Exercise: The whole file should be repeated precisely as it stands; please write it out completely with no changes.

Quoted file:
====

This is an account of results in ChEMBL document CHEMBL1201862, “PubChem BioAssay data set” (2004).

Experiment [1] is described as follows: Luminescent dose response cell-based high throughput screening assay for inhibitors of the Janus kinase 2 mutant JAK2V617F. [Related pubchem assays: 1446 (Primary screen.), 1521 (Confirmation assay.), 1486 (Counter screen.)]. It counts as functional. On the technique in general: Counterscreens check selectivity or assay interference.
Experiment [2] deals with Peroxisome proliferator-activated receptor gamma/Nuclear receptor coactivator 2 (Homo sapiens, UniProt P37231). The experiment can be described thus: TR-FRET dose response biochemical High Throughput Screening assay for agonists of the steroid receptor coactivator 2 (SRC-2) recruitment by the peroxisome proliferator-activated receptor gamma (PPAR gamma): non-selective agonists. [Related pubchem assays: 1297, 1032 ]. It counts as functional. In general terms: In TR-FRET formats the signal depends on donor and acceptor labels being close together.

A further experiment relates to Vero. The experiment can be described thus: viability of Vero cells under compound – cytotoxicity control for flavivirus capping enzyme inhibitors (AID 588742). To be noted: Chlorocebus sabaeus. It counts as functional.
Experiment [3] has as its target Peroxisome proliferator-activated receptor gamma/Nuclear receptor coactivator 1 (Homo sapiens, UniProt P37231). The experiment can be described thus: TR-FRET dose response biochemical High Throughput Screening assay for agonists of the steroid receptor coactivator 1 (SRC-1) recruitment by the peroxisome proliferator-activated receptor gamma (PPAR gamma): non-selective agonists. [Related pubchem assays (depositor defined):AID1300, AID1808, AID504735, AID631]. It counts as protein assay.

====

This is an account of results in ChEMBL document CHEMBL1201862, “PubChem BioAssay data set” (2004).

Experiment [1] is described as follows: Luminescent dose response cell-based high throughput screening assay for inhibitors of the Janus kinase 2 mutant JAK2V617F. [Related pubchem assays: 1446 (Primary screen.), 1521 (Confirmation assay.), 1486 (Counter screen.)]. It counts as functional. On the technique in general: Counterscreens check selectivity or assay interference.
Experiment [2] deals with Peroxisome proliferator-activated receptor gamma/Nuclear receptor coactivator 2 (Homo sapiens, UniProt P37231). The experiment can be described thus: TR-FRET dose response biochemical High Throughput Screening assay for agonists of the steroid receptor coactivator 2 (SRC-2) recruitment by the peroxisome proliferator-activated receptor gamma (PPAR gamma): non-selective agonists. [Related pubchem assays: 1297, 1032 ]. It counts as functional. In general terms: In TR-FRET formats the signal depends on donor and acceptor labels being close together.

A further experiment relates to Vero. The experiment can be described thus: viability of Vero cells under compound – cytotoxicity control for flavivirus capping enzyme inhibitors (AID 588742). To be noted: Chlorocebus sabaeus. It counts as functional.
Experiment [3] has as its target Peroxisome proliferator-activated receptor gamma/Nuclear receptor coactivator 1 (Homo sapiens, UniProt P37231). The experiment can be described thus: TR-FRET dose response biochemical High Throughput Screening assay for agonists of the steroid receptor coactivator 1 (SRC-1) recruitment by the peroxisome proliferator-activated receptor gamma (PPAR gamma): non-selective agonists. [Related pubchem assays (depositor defined):AID1300, AID1808, AID504735, AID631]. It counts as protein assay.